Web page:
Forest-Based Enterprise Development: The Higaonon Experience

Even if CMCC marketing strategy is good, it will not be able to sell and sustain product delivery without the community-level production efficiency. Empowering indigenous people is essential to help them achieve a viable enterprise that sustains itself through production efficiency.

Higaonon is an ethno-liquistic group and forest-based people in the southern part of the Philippines. Their women produce an abaca woven fabric called hinabol. This fabric we used as raw materials for other finished products like bags, notebooks, training kits, among others. I work closely with them towards making their community enterprise a viable and sustainable business.

In the Higaonon communities, we do organizational development support - like setting up systems and business planning in a way that is participative, culturally acceptable and easy for them to understand.

We also do production efficiency techniques (value chain, RM inventory and storage, technology and equipment upgrade and production monitoring systems), local marketing and product development (natural dye and product designing).

We have to effect empowerment and learning in a way that is creative and innovative through the use of the following learning methodologies (role playing, games, interactive learning, brainstorming, etc.)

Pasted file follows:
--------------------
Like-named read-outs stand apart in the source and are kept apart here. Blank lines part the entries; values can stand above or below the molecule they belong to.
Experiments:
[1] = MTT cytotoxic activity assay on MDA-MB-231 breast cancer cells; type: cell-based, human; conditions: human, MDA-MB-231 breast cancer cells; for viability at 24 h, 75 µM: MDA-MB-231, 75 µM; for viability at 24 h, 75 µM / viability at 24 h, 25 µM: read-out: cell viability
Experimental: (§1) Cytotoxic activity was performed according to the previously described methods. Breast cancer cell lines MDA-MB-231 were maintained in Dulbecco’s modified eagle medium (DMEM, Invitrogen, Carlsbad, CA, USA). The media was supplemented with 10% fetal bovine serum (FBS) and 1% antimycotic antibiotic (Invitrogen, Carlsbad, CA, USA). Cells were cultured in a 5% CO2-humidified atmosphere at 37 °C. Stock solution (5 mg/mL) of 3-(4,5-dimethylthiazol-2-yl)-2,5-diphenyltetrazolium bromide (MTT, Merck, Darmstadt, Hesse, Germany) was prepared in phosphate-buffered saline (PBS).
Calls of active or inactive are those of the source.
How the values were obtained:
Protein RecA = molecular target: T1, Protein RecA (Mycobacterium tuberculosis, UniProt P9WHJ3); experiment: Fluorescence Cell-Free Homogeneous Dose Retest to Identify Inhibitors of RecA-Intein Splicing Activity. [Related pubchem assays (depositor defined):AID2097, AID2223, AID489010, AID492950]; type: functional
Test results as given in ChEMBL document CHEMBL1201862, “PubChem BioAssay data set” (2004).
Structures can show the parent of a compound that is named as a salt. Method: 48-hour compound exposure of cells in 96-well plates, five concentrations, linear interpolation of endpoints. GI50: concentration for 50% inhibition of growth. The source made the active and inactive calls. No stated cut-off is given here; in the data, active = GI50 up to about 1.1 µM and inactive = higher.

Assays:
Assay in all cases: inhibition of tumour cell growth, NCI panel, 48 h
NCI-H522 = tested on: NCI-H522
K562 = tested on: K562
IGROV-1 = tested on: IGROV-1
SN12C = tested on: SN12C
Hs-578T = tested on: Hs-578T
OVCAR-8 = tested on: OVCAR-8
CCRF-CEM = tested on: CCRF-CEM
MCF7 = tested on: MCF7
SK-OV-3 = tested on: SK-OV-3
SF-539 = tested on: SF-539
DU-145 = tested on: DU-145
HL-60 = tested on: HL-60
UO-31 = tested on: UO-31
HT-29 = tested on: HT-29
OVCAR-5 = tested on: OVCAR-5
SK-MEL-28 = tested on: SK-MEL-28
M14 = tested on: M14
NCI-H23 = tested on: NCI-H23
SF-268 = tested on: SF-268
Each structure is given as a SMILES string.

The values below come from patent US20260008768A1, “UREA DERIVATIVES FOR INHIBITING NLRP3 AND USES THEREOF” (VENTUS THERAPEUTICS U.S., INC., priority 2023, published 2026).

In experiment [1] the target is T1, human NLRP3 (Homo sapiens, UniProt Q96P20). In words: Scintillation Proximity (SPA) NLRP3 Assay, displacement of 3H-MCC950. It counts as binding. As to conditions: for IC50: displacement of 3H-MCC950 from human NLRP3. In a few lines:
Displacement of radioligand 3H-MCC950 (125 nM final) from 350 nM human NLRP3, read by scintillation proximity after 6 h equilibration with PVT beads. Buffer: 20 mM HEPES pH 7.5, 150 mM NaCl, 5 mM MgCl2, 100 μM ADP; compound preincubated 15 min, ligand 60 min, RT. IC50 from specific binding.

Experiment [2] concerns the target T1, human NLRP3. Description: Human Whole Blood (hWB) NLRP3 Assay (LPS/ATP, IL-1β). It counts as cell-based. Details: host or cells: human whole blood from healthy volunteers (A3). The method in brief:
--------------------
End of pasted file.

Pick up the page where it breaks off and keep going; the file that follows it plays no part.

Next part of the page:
Impact

The combined sales of the 2 CEs in Bukidnon increased by 15% in 2006 and in 2007, total sales increased by 204%. They had losses during the first 2 years (05-07) but in 2007, they already gained income from their crafts business.

Overall, sales for all our partner ewnterprise groups is from 2005-2006 increased by 72% but sales from 2006-2007 decreased by 1%; despite the decrease in overall sales, sales due to project still went up by 6%.

Market outlets have also increased for all our project partners.

As for the social impact, there is improved reputation of the group. Weavers are now locally known as quality Hinabol weavers; weavers are contracted as trainers in communities outside their town.

Impact to family includes - improved capacity of families to send children to school, women shared decision making power in the household and there is women's increasing share in meeting family¡¦s economic needs.

But women have less time for family and social activities now and they tend to be overburdened.

Women producers, because of their purchasing power acquired personal belongings, able to beautify and dress themselves. As a result, there is improved self confidence. There is also growing consciousness among men to actively earn income to reciprocate what their women are doing for the family.

Impact on culture includes preservation and promotion of culture. Concrete example is the revival of natural dyeing and the promotion of traditional skills (weaving, embroidery, etc.) within the forest-based communities.

Environmental impact includes - propagation and protection of natural dye resource, reduction or minimized resource-depleting activities (such as slash and burn practices that result to soil erosion and charcoal making activities).

One impact to the environment as a result of income from the enterprise is the preservation of ancestral domain property from pawning.